ecantrell

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If you were just passing through Socorro, New Mexico on I-25 you would never guess that there is a beautiful canyon just miles away hidden by the desert landscape.  San Lorenzo Canyon is just outside of Socorro, about 5 miles northwest of Lemitar. 

San Lorenzo Canyon offers hiking, camping, rock climbing, picnicking, horseback riding and ATVing opportunities.    If you get lucky, maybe you’ll see a bighorn sheep, so keep your eyes open!  New interpretive signs and a new welcome sign were installed within the last year that make the site even more appealing. 

The BLM shares management of San Lorenzo Canyon with the Fish and Wildlife Service and visitors are not allowed on the FWS’ area.  So, make sure to watch for signs.

The Socorro Nature Area is only a few minutes from San Lorenzo Canyon, in the town of Lemitar.   Stop by and visit the nature area while you’re in the area.  There are two interpretive trails, one long and one short trail, that have information about the plant life in the area.  Pick up one of the new trail guide brochures and guide yourself through one of the trails, it’s only a short walk.

Visit the San Lorenzo Canyon website for more information:
http://www.blm.gov/nm/st/en/prog/recreation/socorro/san_lorenzo_canyon.html

For more information on the Socorro Nature Area visit:
http://www.blm.gov/nm/st/en/prog/recreation/socorro/socorro_nature_area.html

Photos and Story: Emilee Cantrell

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Today in our Summer Bucket List series, we take you to the Kasha-Katuwe Tent Rocks National Monument, managed by BLM New Mexico.  The lands are located in north-central New Mexico between Albuquerque and Santa Fe on the Pajarito Plateau.  As the name implies, Tent Rocks is made up of stunning cone-shaped rock or “tent” formations. 

Two trails are available to get a spectacular view of the tent rocks, Slot Canyon Trail and Cave Loop Trail.  Slot Canyon Trail is the longer of the two.  It is a steep, 1.5 mile long trail to the top, where there is a grand view waiting.  The Cave Loop Trail is 1.2 miles long; it is an easier walk that has views of a cave and rock formations.  The Veterans’ Memorial Scenic Overlook also provides beautiful views of vistas, canyons, and mountains.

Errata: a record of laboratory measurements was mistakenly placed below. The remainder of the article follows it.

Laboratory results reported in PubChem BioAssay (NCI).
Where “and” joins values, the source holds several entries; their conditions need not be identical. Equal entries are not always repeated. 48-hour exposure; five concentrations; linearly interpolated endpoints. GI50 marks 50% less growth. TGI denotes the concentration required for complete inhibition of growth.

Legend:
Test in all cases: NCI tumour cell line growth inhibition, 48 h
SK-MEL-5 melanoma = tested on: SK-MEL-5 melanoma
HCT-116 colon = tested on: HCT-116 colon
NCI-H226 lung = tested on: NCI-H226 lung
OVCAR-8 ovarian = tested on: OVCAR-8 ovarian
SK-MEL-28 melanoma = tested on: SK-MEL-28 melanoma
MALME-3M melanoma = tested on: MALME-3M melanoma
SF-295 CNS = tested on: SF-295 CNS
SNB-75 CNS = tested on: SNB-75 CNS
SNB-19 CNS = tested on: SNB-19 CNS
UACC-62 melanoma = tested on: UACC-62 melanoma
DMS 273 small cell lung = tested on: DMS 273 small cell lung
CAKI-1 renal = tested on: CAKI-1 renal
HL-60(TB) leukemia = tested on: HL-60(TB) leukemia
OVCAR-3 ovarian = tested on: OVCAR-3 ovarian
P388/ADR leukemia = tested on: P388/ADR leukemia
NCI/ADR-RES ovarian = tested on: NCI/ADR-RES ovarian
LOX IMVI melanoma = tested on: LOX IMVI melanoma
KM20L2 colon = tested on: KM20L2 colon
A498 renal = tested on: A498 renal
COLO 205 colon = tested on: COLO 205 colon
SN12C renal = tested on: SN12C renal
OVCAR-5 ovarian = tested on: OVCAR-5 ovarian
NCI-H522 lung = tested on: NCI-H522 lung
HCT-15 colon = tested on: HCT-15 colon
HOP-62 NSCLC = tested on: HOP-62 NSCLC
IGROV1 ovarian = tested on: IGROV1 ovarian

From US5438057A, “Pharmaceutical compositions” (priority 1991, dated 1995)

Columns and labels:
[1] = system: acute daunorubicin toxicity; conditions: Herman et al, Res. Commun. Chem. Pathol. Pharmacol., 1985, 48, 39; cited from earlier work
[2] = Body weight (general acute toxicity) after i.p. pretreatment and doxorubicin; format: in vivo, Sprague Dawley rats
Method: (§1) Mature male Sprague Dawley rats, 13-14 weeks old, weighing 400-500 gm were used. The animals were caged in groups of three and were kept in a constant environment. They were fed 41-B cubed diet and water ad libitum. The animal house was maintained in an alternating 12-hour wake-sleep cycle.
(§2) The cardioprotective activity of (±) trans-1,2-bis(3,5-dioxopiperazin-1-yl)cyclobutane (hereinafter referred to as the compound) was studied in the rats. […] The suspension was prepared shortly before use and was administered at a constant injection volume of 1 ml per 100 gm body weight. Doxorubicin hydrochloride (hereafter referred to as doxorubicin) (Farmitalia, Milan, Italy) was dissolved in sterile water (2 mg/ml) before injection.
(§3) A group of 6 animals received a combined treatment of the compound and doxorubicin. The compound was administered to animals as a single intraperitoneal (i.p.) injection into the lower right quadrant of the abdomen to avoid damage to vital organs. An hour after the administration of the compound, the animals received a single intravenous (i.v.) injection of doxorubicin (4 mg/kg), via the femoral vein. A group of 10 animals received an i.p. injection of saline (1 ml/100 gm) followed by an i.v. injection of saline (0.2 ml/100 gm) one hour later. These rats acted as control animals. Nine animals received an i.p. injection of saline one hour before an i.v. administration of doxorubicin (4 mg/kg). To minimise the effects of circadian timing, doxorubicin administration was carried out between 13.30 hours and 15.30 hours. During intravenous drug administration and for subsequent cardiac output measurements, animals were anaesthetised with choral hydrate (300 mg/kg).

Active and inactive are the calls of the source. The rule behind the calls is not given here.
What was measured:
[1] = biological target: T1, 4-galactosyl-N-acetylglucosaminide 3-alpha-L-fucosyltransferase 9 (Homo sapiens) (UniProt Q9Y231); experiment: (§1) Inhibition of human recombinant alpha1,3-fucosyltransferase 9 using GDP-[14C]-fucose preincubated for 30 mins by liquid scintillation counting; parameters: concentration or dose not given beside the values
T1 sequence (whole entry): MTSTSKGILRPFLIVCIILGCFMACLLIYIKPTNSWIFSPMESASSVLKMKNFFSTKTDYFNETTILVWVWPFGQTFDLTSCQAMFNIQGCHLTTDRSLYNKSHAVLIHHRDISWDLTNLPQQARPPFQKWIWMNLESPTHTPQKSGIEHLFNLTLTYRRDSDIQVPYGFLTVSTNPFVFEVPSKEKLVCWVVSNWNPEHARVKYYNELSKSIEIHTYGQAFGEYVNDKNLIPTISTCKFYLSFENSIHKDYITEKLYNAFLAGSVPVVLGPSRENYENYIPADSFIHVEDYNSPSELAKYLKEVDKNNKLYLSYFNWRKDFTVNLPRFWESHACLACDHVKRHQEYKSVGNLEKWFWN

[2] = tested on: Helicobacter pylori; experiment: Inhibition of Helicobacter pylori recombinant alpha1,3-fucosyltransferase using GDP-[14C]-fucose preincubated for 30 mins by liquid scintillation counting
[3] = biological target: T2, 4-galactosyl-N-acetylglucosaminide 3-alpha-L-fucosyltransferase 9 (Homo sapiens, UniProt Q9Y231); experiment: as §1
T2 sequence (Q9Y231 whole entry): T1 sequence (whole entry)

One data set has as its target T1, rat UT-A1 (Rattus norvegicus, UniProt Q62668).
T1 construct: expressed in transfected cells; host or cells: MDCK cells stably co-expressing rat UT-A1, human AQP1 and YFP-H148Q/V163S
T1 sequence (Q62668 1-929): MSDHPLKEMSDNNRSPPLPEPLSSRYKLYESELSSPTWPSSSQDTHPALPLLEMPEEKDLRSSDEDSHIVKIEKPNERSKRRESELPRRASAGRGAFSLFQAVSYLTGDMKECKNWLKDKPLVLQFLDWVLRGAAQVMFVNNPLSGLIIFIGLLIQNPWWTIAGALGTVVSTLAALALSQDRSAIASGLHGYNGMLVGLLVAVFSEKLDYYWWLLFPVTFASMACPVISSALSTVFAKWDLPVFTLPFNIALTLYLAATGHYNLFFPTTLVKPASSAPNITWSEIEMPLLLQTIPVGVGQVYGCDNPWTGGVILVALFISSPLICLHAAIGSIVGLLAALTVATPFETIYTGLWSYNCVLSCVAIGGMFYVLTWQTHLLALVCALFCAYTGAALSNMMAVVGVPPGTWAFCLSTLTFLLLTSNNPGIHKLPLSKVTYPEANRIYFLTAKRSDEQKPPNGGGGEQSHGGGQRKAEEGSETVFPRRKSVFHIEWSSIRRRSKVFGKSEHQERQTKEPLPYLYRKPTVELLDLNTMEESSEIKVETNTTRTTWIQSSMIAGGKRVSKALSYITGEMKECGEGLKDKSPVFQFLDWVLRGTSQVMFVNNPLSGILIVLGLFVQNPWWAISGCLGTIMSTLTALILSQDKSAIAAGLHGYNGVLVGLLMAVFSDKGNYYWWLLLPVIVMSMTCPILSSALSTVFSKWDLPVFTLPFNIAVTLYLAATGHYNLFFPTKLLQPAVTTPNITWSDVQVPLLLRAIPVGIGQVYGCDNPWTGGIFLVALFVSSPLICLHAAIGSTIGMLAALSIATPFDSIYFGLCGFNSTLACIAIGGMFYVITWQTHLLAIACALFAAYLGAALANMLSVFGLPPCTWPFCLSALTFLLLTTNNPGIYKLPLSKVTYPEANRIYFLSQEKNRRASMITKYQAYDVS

The monument’s manager, Jackie Leyba, is working hard to make Tent Rocks the best he can for visitors.  The bathrooms are kept clean, the trails are maintained, the rangers are helpful and friendly, and there are projects in the works to make more improvements to the monument.  According to Leyba, the visitors leave great reviews about their experience at the monument.    Nearby the monument, visitors will also find Cochiti Lake, fishing, camping, swimming, hiking, and a golf course. 

During my visit to Tent Rocks, I was fortunate enough to hike the Slot Canyon Trail and the Cave Loop Trail.  I would recommend them both!    I was also able to see the Veterans’ Memorial Scenic Overlook and the serene view it offered.  The scenery and experience was worth braving the hot weather to see.

There were families and groups of all ages visiting Tent Rocks.  One of the Rangers told me about a 96 year old man who climbed to the top of the Slot Canyon Trail.  If he made the trek, I think that means it’s worth a look!

For more information, visit the Kasha-Katuwe Tent Rocks National Monument website: http://www.blm.gov/nm/st/en/prog/recreation/rio_puerco/kasha_katuwe_tent_rocks.html